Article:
The chancellor of intelligence services of the Kurdish Regional Government (KRG) in northern Iraq, Masrour Barzani said the outlawed PKK must leave the Qandil Mountain where the militant group has long been located itself since the wake of First Gulf War.
Barzani spoke to Amberin Zaman from Al Monitor news site on July 2 and said the PKK must leave the Qandil Mountain, which he regards as an Iraqi territory, for the sake of ongoing Kurdish peace process in Turkey.
Asked about the PKK’s long presence in the Qandil Mountains, Barzani responded that the outlawed group must go out of the KRG soils since a peace process is already settled between Ankara and the Kurds inside Turkey.
“This is Iraqi territory and they must leave. And this is one of the reasons why we are so eager to see the Kurdish peace process inside Turkey succeed. We hope this problem will be resolved peacefully,” said Barzani, the eldest son of Massoud Barzani, the KRG president and leader of the Kurdistan Democratic Party (KDP).
Barzani reiterated the KRG’s official position considering the group’s presence in northern Iraq and said the PKK has no role to play to define the future of Kurds in the KRG areas like Sinjar and that warned the militants not to interfere in the internal affairs of the Iraqi Kurdistan.
“Like I said, the PKK has no role to play. They should pull out and they must because the people of Sinjar will determine their own future and this is Iraqi Kurdistan. Would the PKK be happy if a Kurdish political party inside Iraq meddled in the affairs of Diyarbakir or Mardin?” Barzani said.
“But there are parties inside the Kurdish community within Turkey that definitely should be allowed to play a role. We believe in a multiparty system. PYD-PKK elements must pull out when the situation gets back to normal,” he added.
The KRG government led-by Massoud Barzani has been backing Turkey’s resolution process that aimed a comprehensive reconciliation with the PKK in order to provide resolution for the country’s decades old terror problem.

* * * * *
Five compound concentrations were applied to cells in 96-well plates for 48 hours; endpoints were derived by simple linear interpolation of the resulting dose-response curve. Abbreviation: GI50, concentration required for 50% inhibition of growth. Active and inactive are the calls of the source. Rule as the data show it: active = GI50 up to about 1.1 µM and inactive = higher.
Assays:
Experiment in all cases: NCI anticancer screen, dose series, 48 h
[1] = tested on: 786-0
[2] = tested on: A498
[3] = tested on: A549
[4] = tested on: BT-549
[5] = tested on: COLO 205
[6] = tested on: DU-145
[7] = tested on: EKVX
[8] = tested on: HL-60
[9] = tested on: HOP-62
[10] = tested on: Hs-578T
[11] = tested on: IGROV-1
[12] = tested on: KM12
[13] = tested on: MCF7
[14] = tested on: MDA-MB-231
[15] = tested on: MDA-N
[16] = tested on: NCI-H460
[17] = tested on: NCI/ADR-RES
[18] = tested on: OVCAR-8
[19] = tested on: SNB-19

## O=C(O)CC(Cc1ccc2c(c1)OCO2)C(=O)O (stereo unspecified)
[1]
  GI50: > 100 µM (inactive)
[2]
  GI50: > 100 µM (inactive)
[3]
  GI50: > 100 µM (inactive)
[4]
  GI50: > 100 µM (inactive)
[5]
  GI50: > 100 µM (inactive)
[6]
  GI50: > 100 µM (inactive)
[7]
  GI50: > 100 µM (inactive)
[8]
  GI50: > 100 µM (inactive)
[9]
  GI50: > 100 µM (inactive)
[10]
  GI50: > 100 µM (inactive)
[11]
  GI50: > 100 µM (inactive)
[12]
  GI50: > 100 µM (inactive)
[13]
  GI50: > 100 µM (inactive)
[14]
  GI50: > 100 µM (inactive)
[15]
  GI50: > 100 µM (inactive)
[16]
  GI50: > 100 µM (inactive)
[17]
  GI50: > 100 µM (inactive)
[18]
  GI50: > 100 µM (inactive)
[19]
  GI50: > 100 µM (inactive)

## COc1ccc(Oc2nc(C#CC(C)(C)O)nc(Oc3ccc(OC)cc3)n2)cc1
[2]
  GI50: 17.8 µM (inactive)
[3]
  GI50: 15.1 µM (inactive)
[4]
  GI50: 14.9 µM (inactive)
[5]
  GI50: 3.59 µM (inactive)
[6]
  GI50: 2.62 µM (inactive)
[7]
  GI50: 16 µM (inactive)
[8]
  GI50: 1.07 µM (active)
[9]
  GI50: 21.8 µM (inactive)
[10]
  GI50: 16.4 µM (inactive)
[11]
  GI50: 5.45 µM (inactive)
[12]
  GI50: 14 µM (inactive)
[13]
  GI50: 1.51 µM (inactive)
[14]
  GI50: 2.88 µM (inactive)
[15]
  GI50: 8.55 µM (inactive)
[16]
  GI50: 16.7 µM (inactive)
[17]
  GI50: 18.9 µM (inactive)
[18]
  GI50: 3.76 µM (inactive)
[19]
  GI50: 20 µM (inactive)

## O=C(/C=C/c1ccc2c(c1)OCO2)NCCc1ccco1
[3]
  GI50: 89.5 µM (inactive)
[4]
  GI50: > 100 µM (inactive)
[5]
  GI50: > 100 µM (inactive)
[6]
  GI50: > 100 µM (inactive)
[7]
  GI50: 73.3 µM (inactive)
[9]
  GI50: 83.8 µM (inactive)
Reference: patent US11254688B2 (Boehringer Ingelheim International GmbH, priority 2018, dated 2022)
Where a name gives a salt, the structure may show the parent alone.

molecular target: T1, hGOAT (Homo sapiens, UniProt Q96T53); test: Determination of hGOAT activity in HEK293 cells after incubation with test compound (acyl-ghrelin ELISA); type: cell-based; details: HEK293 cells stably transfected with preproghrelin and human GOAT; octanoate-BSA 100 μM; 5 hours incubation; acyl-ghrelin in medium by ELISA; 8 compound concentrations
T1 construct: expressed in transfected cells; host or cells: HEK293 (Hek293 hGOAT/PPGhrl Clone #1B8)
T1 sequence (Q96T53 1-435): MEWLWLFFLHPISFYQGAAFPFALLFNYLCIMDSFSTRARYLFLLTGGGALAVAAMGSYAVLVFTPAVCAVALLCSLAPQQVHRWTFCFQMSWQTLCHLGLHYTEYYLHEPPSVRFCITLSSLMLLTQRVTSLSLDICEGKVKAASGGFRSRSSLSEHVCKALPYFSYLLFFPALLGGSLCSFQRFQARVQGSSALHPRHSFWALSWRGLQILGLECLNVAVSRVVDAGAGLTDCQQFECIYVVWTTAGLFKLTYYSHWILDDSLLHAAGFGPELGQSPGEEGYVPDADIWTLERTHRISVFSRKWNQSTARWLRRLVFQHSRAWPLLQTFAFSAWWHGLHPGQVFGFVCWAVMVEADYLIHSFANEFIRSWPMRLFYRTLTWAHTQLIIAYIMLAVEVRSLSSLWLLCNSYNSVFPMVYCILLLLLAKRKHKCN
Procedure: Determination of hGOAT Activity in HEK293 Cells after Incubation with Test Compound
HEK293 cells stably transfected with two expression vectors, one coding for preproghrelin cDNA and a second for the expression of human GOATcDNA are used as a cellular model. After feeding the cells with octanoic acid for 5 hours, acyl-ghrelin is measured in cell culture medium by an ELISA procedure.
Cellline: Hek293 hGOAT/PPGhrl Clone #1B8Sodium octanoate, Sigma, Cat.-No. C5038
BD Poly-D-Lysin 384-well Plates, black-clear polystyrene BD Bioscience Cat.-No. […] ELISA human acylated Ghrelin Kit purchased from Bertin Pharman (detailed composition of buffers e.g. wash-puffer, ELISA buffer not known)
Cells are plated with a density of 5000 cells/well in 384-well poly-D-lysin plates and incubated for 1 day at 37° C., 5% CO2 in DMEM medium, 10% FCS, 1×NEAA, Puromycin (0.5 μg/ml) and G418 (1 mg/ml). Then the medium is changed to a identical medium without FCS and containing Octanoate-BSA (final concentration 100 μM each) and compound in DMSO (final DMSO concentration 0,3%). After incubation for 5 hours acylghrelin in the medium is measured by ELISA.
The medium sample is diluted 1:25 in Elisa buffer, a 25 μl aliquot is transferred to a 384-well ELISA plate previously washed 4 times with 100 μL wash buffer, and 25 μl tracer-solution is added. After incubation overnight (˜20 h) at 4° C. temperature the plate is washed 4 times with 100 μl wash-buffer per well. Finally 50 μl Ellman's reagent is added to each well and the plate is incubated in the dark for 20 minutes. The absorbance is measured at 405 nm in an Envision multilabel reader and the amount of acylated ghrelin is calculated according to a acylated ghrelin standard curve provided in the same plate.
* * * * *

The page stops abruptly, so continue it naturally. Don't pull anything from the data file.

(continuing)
Turkey’s first popularly-elected President Recep Tayyip Erdogan took an initiative in 2012 and opened up the peace talk process with the PKK, but the process has temporarily stalled over the militant group's reluctance to give up arms despite its imprisoned leader Abdullah Ocalan called the group to do so.
The KRG’s essential support has been sourcing from both its flourishing relations with Ankara and the PKK’s political-military challenge to its de facto hegemony in the northern Iraq where Barzani’s KDP has established a semi-autonomous regional government based in Erbil.
Ankara and Erbil have increased their security and energy cooperation as well as foreign economic trade that boomed in the recent years following the US withdrawal from Iraq in 2011.
Turkey and the KRG government agreed on selling of the Iraqi oil through a pipeline en route to the Mediterranean port city of Ceyhan in Turkey in late 2013 which constituted a cornerstone in the bilateral relations.
The KRG’s Peshmerga forces have also borne the brunt of the war against ISIS after Iraqi armed forces retreated from the country’s north last June, allowing the militants to deeply embed themselves across large swaths of land.
Turkey allowed the KRG’s Peshmerga to use its soil to traverse into Syria’s border town of Kobane early this year in order to eradicate the militant offensive over the Kurdish-populated town.
However, the recent developments in Syria’s northern areas on the Turkish border raised Ankara’s concerns over both the advancement of ISIS and the Syrian-Kurdish People’s Defense Units (YPG)’s attempts at establishing a “Kurdish corridor” alongside the border.
The YPG is the armed wing of the Democratic Union Party (PYD), the Syrian affiliate of the PKK, which is believed to have caused the death of nearly 40,000 people in its struggle with Turkey since the early 1980s.
President Erdogan has several times reiterated that Ankara would never allow the formation of a Kurdish state along with its southern borders with Syria.
"We will never allow the establishment of a state in Syria's north and our south. We will continue our fight in this regard no matter what it costs," Erdogan said during an iftar (fast breaking dinner) last month.
"They want to complete the operation to change the demographic structure of the region. We will not turn a blind eye to this," he added.
Since ISIS has increased its military pressure towards the north, Turkey has been facing with a massive migrant inflow of Syrian and Iraqi refugees from Tal Abyad, Kobane and nearby places.
The ISIS and YPG militants have been fiercely fighting over the control of both Kobane and Tal Abyad, where the local people were either forced to flee or fearfully dislocated themselves towards the Turkish soils.